A few years ago, during the Food Network South Beach Wine and Food Festival (SOBEWFF), I had a chance to attend a Wine Spectator seminar. Senior Editor Bruce Sanderson and host Louis-Fabrice Latour introduced me to the wines of Maison Louis Latour. These are some of my favorite Pinot Noir wines of Maison Louis Latour.
About Domaine Louis Latour
Domaine Louis Latour is one of the few wineries in Burgundy still completely family-owned and operated. Louis-Fabrice Latour, who led my workshop, is the winery's general managing director and the eleventh Latour generation to work in the wine business.
The family is from Aloxe-Corton, a small medieval village in the Côte de Beaune. The Latour family has been making wine since the 17th century. Today, the family has property throughout the Côte d'Or where they grow Chardonnay and Pinot Noir grapes.
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Domaine Louis Latour is a champion of environmentally sound farming. Louis-Fabrice Latour stressed that as growers, the soil was the most important factor in growing grapes to produce the wines of Maison Louis Latour. He commented, “Terroir—the soil—is the most important factor in great wines.”
Rather than using chemicals in the growing process, Latour employs biological methods whenever possible. The winery works to ensure the biodiversity of the Pinot Noir and Chardonnay varieties, uses alternative disease and virus controls rather than insecticides, uses biological protection to combat pests, and works toward early intervention to prevent diseases such as mildew. It is important to the family that they practice aggressive conservation tactics to combat erosion in the vineyards.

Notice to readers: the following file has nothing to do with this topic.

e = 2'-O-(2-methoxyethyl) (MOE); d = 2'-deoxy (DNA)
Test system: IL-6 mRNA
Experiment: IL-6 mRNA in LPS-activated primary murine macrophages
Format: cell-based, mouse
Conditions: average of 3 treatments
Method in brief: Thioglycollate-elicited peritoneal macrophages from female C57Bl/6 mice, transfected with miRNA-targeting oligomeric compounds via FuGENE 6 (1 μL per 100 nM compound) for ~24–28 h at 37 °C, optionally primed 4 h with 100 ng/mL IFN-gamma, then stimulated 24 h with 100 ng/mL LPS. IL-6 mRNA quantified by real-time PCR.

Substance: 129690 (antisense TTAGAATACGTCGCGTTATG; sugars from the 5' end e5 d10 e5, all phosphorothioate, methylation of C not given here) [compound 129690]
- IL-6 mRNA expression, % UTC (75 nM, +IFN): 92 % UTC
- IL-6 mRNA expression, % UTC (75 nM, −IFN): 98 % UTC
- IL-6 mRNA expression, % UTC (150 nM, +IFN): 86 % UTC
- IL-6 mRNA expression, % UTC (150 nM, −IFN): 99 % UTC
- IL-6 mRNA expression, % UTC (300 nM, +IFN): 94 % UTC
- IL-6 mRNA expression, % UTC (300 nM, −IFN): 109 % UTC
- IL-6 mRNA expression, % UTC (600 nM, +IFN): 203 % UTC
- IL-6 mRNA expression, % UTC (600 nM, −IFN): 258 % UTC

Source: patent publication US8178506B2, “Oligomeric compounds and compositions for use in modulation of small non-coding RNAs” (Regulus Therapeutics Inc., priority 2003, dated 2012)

The Winemaking Process at Domaine Louis Latour
In many ways, the winemaking process today at Domaine Louis Latour is much as it was in the earliest days. They still harvest the grapes by hand, placing them in wicker baskets and taking them to a selection table inside the winery.
There, as the beautiful Pinot Noir grapes move slowly along a conveyor, workers sort them by hand to eliminate any bad grapes. After sorting, the grapes go into a destemmer, then drop into copper wagons and transported by elevator up a floor at the winery. This lets the winery use gravity instead of pumping the juice. At that point, the de-stemmed grapes go into one of the more than nearly four dozen 100-year-old oak fermentation vats.